Time to Harness the Sperm


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More than four decades after the premier of the birth-control pill, we finally seem to be nearing a way to bridle the sperm cavalry that a pair of testicles produces—that is, the male pill. Scientists are trying to foil spermatogenesis from multiple angles. Some have achieved promising results with Adjudin, a compound derived from an anti-cancer drug, which inhibits sperm maturation. Others have identified a protein found exclusively on the sperm’s whip-like tail. They are searching for a drug that would inhibit that protein, paralyzing sperm so they can’t swim to the egg. And yet other researchers are pursuing the hormonal route, trying to manipulate the male endocrine system, just as today’s birth-control pills manipulate the female endocrine system. But when it comes to developing this type of pill, researchers pussyfoot because toying with hormones usually begets side effects. Giving men extra doses of testosterone, for instance, may block sperm production but also promotes oilier skin, acne, and weight gain, among other things.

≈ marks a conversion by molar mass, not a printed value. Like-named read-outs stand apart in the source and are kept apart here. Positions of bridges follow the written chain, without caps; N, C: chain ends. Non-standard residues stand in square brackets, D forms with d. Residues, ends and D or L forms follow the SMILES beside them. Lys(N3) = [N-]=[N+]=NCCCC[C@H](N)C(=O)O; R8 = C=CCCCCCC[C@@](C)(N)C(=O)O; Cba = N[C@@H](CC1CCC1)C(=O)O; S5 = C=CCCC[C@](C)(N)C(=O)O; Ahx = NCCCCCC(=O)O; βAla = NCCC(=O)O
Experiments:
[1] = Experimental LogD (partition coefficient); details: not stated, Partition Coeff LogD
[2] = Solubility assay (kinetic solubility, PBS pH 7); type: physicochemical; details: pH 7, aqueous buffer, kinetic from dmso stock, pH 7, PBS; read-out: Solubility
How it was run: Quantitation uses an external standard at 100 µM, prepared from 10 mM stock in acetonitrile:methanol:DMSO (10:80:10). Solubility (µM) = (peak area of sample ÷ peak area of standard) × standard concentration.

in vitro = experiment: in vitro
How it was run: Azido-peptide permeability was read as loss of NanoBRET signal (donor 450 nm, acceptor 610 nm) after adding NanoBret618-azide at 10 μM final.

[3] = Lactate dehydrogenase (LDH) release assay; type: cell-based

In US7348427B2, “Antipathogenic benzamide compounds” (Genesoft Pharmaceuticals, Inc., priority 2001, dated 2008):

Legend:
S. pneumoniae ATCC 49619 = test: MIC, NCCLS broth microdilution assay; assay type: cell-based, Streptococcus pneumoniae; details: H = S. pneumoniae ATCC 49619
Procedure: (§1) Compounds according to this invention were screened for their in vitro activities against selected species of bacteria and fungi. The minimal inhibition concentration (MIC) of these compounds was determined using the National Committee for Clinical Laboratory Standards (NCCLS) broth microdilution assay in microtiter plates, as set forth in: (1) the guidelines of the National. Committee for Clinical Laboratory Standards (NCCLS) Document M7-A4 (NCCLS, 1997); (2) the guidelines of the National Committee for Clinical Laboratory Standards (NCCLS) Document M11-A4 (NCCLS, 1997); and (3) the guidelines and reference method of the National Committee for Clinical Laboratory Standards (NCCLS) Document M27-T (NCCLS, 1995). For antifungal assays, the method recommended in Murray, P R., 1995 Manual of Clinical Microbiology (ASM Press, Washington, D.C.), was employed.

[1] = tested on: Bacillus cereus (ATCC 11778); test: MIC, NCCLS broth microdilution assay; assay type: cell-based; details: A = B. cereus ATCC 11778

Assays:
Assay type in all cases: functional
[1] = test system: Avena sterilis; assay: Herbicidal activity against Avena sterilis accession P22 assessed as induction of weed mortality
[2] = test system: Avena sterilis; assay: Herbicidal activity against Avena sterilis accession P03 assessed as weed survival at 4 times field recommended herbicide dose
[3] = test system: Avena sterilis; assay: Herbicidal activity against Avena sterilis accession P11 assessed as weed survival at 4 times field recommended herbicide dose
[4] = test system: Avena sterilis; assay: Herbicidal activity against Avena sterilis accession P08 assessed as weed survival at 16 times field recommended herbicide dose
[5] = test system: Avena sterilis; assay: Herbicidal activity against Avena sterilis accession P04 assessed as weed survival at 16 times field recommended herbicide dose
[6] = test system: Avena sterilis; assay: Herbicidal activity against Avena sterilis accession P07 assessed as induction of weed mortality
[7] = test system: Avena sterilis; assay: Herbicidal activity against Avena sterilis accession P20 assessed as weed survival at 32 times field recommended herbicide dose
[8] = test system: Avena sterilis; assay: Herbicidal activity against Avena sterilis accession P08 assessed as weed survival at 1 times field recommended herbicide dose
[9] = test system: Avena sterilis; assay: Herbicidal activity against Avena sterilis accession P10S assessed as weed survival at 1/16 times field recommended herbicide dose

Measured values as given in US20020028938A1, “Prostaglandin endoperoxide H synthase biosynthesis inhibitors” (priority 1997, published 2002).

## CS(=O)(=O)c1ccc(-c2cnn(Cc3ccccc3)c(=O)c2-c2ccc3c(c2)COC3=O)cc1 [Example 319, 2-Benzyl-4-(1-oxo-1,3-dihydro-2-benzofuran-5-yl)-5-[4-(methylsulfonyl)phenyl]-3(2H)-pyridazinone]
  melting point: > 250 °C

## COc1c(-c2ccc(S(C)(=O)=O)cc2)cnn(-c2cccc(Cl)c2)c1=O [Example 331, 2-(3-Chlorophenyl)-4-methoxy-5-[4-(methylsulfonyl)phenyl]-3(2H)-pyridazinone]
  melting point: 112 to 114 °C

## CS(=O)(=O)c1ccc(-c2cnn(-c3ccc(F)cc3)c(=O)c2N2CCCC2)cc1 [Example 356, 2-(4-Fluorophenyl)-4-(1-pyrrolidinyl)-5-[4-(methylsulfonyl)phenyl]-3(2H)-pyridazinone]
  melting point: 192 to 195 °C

Concerns about these effects are appropriate, but we cannot forget that women have borne (so to speak) the side effects of birth control for over 40 years. Today’s pills (which are far milder and safer than the warheads used in previous generations) have been linked to increased risk of breast cancer, cervical cancer, and, among some groups, liver cancer. True, the pill has been shown to reduce rates of ovarian and endometrial cancers, but breast cancer claims far more casualties. And of course there are the less serious, but nonetheless irksome, spin-offs of synthetic hormones: weight gain, acne, and mood swings, just to name a few. It’s simply not fair that women have shouldered this burden alone for four decades.

Nor is it fair to men who stand on the periphery of reproductive control. Leaving birth control primarily in female hands only reinforces the notion that men are mere auxiliary players in procreation. Getting pregnant is the first step in parenting, and control over that first step sets the tone for all stages that follow. Women and men share equally important, albeit different, roles in childrearing, so why should the balance be off-kilter at the get-go? The current mood is that the issue of birth control is a done deal, a chapter already closed by the female pill. Pharmaceutical companies certainly aren't in a mad scurry to develop a male pill as they prosper from the nearly 12 million American women taking the pill every day. The demand for more equitable birth control options must come from consumers, men and women, who want more equitable reproduction.

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